Film the Blanks is an ongoing design experiment that takes existing film posters and abstracts them down to their core elements. The project has garnered much press over the last few months, and I figured I’d post up some of my favorite pieces. I like the work because of the visuals, but there is also a strong participatory component that sets it apart. Each time a “blank” is uploaded to the site, users are invited to guess which film the abstraction represents. In some cases the solution is obvious, but it’s often remarkably difficult to discern which poster is hiding behind the blocks. Eventually clues are released and points are awarded to the successful guessers. It’s an exciting format for a design project; one that takes a strong concept, built around a fairly standard medium (poster), and twists it into something unique and engaging.
These advertisements are part of a Geigy campaign from 1965. They are all letterpress illustrations by Fred Troller. Each version pairs a striking figure with a related slogan and encourages you to “Ring Geigy for service.” I probably would have called these guys up even if I had no idea what “service” they could provide.
I like Winkreative’s identity for Porter Airlines for similar reasons. I wouldn’t stack one against the other by any means, but the use flat colors, stark figures, and limited perspective at least puts them in the same inspiration folder for me. (And the panda is awesome)
Don’t forget to enter the Milton Glaser giveaway! We will be choosing two winners on Monday, so you’ve still got a couple days to get your comment in and have a chance at winning the signed poster and/or a copy of Glaser’s new book. Winners will be drawn at random and notified via email. Leave a comment on the original post to enter.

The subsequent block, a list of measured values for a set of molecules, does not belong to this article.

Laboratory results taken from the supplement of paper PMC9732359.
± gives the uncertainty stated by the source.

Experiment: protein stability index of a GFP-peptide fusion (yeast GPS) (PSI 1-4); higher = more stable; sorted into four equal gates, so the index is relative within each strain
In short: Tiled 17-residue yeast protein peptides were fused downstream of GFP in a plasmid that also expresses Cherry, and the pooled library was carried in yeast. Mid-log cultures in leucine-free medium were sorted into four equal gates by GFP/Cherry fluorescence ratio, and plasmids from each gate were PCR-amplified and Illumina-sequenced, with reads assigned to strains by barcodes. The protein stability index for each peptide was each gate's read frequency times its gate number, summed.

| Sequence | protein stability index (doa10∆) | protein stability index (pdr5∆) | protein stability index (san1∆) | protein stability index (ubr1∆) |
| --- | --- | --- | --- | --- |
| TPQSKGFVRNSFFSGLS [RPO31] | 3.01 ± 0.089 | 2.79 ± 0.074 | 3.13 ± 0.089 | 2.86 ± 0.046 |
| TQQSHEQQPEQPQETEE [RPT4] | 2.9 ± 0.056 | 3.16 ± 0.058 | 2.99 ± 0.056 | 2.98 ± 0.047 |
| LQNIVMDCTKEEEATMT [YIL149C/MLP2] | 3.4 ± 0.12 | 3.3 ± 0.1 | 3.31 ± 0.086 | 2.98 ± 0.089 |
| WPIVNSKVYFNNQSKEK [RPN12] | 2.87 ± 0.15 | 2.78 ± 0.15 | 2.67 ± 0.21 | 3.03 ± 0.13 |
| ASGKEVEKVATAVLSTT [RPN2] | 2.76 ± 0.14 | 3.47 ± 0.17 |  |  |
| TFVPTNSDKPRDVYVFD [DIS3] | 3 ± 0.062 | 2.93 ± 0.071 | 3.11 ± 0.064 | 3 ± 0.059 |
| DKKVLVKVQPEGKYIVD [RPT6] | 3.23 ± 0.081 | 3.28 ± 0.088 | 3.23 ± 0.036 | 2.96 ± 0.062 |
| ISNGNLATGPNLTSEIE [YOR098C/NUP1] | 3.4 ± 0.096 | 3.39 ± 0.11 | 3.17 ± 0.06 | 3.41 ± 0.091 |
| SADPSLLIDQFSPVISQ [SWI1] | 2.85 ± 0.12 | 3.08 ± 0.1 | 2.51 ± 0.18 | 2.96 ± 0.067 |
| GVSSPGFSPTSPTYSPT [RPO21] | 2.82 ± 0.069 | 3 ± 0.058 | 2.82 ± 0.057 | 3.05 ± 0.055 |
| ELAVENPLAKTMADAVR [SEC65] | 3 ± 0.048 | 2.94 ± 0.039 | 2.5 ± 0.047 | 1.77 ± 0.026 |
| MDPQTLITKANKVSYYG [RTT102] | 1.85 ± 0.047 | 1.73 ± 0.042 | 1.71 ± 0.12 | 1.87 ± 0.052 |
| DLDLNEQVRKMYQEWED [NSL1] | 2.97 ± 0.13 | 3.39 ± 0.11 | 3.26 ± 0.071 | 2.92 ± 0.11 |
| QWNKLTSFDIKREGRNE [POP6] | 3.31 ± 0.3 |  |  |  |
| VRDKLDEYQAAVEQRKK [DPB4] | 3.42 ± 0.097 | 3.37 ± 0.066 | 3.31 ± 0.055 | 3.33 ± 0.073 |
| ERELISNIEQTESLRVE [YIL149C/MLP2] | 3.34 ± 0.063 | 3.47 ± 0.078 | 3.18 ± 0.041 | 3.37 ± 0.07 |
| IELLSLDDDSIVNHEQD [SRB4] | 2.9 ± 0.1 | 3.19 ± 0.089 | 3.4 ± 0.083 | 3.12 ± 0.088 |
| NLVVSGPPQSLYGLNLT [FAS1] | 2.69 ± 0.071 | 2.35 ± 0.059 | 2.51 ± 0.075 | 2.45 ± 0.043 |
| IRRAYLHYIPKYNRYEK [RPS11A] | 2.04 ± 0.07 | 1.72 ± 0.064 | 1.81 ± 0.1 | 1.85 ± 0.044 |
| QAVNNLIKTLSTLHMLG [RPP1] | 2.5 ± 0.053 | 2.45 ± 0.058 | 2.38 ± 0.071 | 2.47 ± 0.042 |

I got a chance to see To Inform and Delight on Thursday and I really enjoyed it. It’s not a big production by any means; just a simple portrait of one of the world’s greatest designers. The film does a great job overviewing Glaser’s career and you really get a sense of the magnitude of his impact on the field. Glaser is strikingly articulate and a pleasure to listen to as he describes his career, work, and perspectives on design and art. It’s still playing at the Roxie in San Francisco until July 2nd.
note: For you Bay Area folk, Objectified is making another San Francisco run this weekend. If you missed the premier a few months ago, try and get over to the Yerba Buena Center for the Arts before the end of the weekend.
These images are by New York City based artist Robert Longo. Props to but does it float for spotting these, truly a great find. I have always been fascinated with anything and everything to do with aviation, so these are of obvious appeal. The coolest thing is the process behind them; though they look like photographs at first, they are actually graphite and charcoal drawings, based off projected photographs. The background disappears and all that is left is the strikingly detailed subject. These pilot renderings are my favorite, but much of his other work is up on his site for your enjoyment.
To Inform & Delight is a new documentary about the life and work of Milton Glaser. It’s currently playing in San Francisco, at the Roxie Theater, and will be in other selected US cities this summer. Further info on the site.
In support of the film, we are doing a giveaway of a couple signed posters and Glaser’s new book Drawing is Thinking. The grand prize will be one hand-signed (by Mr. Glaser himself) film poster and one copy of the book (displayed above). The runner up will receive one hand-signed (by Mr. Glaser himself) film poster. To enter, just comment on this post and be sure to leave your email address so that we can contact you if you win (email will not be publicly visible). The winners will be chosen at random from the comments on Tuesday, June 30th, 2009. Click here to enter!
If you’re in the San Francisco area, make sure to get out to the Roxie and catch this before it’s gone. It will be showing through the 25th of June. Also worth checking out is the Hilman Curtis short film on Glaser if you haven’t already.